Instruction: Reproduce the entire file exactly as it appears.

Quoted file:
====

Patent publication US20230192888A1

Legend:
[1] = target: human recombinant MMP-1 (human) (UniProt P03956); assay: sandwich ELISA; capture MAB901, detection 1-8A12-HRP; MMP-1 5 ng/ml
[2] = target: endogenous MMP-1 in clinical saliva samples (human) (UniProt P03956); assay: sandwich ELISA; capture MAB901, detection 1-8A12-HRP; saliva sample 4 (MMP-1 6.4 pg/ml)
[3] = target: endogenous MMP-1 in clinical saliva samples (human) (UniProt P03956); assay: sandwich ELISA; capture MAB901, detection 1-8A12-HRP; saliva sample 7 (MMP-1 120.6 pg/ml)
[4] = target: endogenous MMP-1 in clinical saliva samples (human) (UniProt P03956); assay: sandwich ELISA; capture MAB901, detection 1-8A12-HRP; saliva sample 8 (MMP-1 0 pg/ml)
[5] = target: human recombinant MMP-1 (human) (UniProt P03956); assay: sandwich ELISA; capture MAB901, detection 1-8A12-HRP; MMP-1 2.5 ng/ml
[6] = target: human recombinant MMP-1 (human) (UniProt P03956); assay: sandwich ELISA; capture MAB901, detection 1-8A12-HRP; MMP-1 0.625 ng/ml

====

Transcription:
Patent publication US20230192888A1

Legend:
[1] = target: human recombinant MMP-1 (human) (UniProt P03956); assay: sandwich ELISA; capture MAB901, detection 1-8A12-HRP; MMP-1 5 ng/ml
[2] = target: endogenous MMP-1 in clinical saliva samples (human) (UniProt P03956); assay: sandwich ELISA; capture MAB901, detection 1-8A12-HRP; saliva sample 4 (MMP-1 6.4 pg/ml)
[3] = target: endogenous MMP-1 in clinical saliva samples (human) (UniProt P03956); assay: sandwich ELISA; capture MAB901, detection 1-8A12-HRP; saliva sample 7 (MMP-1 120.6 pg/ml)
[4] = target: endogenous MMP-1 in clinical saliva samples (human) (UniProt P03956); assay: sandwich ELISA; capture MAB901, detection 1-8A12-HRP; saliva sample 8 (MMP-1 0 pg/ml)
[5] = target: human recombinant MMP-1 (human) (UniProt P03956); assay: sandwich ELISA; capture MAB901, detection 1-8A12-HRP; MMP-1 2.5 ng/ml
[6] = target: human recombinant MMP-1 (human) (UniProt P03956); assay: sandwich ELISA; capture MAB901, detection 1-8A12-HRP; MMP-1 0.625 ng/ml